Why the Stimulus Package Won't Work

Likely Reich's views are not going to knock your socks off, but they are sound and to the point, which is why I like to post them--and he has given his approval to post them on ePm with appropriate attribution. Too often we are picking over the threads of campaign rhetoric and forget that people like Robert Reich who have held important cabinet posts--and served with integrity--under the Clinton admin. are available to guide the next Democratic dministration.

To check in with Reich, here is the link.

The Real Recession Problem: Consumers Are at the End of Their Ropes

Perhaps the silliest part of an already silly stimulus bill is a provision giving corporations big tax deductions this year on the costs of new machinery, instead of spreading those deductions over several years, as is normally the case. The idea is to get businesses to invest in more machinery, which will stimulate the economy.

But accelerated depreciation, as it’s called, doesn’t work. Almost the same tax break was enacted in 2002 and studies show just about no increase in business investment as a result. Why? Because companies won’t invest in more machines when demand is dropping for the stuff the machines make. And right now, demand is dropping for just about everything.

This tax break exemplifies the illogic of what’s called supply-side economics. If you reduce the cost of investing, so the thinking goes, you’ll get more investment. What’s left out is the demand side of the equation. Without consumers who want to buy a product, there’s no point in making it, regardless of how many tax breaks go into it.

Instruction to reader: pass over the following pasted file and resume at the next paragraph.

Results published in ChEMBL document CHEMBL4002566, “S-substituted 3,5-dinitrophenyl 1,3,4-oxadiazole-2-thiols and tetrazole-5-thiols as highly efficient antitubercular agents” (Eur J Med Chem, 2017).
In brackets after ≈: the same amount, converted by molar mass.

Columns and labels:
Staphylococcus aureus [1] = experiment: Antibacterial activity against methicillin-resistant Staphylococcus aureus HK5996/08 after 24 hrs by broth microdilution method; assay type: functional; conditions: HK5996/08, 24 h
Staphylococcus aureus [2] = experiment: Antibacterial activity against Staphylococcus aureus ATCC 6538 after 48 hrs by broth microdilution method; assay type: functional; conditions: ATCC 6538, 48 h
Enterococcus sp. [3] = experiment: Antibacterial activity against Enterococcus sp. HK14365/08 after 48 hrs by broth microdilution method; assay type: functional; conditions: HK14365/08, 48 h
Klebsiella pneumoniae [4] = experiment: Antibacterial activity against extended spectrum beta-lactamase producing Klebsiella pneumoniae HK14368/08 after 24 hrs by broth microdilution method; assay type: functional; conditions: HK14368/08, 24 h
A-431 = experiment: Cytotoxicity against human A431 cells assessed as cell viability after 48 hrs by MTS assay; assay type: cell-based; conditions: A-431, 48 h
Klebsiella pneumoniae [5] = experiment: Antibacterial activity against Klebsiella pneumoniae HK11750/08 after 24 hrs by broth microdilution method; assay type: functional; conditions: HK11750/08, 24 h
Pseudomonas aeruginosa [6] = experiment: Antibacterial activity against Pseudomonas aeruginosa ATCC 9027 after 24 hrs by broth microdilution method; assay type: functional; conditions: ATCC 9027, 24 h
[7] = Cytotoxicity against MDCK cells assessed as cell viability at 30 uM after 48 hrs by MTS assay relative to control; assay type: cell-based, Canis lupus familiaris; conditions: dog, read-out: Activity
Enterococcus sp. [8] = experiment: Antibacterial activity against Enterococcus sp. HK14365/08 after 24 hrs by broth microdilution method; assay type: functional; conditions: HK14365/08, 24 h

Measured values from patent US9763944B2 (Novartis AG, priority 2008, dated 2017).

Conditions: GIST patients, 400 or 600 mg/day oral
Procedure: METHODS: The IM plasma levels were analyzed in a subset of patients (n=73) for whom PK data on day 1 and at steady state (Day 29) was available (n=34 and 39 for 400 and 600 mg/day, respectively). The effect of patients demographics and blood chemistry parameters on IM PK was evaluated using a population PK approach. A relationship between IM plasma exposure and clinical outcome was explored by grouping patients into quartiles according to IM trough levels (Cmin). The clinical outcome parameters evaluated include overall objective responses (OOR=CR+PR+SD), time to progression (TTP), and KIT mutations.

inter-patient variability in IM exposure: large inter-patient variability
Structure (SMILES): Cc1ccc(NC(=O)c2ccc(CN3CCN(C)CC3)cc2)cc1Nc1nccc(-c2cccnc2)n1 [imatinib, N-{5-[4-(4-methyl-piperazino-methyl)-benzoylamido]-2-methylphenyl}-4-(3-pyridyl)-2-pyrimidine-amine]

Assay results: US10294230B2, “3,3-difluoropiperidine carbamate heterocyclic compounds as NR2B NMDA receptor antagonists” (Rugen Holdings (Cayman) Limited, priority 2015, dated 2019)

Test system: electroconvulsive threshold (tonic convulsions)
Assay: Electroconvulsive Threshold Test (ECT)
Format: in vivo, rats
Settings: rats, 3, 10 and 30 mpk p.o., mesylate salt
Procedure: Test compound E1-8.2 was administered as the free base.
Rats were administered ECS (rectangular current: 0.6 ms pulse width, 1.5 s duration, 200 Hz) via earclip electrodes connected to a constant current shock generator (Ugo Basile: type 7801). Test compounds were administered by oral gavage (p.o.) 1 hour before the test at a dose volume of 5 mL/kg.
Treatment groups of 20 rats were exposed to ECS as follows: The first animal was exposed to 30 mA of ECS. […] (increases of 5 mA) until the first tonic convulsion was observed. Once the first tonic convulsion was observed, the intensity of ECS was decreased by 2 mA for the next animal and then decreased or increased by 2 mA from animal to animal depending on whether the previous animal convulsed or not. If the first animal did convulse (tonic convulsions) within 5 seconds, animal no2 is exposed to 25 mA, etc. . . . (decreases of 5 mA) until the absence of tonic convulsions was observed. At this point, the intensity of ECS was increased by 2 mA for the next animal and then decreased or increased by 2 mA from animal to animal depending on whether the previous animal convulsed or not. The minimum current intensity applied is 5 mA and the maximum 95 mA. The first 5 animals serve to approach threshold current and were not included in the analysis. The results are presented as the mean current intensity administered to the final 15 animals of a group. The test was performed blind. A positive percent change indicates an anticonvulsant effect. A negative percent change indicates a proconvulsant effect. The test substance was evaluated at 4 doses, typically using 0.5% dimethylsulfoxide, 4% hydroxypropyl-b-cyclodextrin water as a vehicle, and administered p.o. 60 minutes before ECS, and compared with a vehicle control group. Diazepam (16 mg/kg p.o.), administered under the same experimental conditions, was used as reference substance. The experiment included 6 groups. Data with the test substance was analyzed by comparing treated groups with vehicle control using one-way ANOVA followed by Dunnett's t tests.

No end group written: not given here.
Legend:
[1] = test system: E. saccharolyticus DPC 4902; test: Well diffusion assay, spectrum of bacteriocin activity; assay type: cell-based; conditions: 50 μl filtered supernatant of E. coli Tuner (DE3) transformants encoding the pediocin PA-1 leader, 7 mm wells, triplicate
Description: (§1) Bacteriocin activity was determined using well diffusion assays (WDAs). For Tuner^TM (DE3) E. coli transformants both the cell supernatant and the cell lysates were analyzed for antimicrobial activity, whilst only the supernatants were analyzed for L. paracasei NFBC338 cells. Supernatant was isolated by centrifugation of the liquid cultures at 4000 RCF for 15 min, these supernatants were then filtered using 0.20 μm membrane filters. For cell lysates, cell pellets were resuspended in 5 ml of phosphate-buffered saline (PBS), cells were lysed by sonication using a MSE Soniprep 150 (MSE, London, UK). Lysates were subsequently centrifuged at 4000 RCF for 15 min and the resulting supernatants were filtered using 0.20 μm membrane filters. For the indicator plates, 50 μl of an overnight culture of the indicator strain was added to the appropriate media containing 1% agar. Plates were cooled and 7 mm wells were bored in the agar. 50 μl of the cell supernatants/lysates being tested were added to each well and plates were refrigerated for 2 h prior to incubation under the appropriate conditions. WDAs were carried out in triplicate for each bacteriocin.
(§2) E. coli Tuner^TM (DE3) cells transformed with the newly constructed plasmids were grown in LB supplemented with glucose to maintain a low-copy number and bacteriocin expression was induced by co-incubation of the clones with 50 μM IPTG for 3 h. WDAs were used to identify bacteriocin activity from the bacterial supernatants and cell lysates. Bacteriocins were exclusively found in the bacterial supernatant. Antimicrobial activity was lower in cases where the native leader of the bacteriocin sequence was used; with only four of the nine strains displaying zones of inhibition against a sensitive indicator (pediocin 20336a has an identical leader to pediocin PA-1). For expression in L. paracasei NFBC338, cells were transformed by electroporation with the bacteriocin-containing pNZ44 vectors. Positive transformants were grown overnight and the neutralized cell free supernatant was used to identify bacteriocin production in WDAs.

Which gets us to the real problem. Most consumers are at the end of their ropes and can’t buy more. Real incomes are no higher than they were in 2000, while food and energy and health care costs are all rising faster than inflation. And home values are dropping, which means an end to home equity loans and refinancing.

Most of what’s being earned in America is going to the richest 5 percent, but the rich devote a smaller percent of their earnings to buying things than the rest of us because, after all, they’re rich -- which means they already have most of what they want. Instead of buying, the rich invest most of their earnings wherever around the world they can get the highest return.

Add all this together and there’s just not enough consumer demand out there to keep the American economy going. We’re finally reaping the whirlwind of widening inequality and ever more concentrated wealth. Supply-siders who want to cut taxes on corporations and the rich just don’t get it. Neither does most of official Washington.

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I enjoy reading Reich's posts on the economy.

I am concerned that Washington is behind the curve on this downturn and the depth of the problem. We need relief in the hands of those who spend as much of their disposable income as possible as quickly as possible.

n/t

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"I hope we shall crush in its birth the aristocracy of our moneyed corporations which dare already to challenge our government in a trial of strength, and bid defiance to the laws of our country." - Thomas Jefferson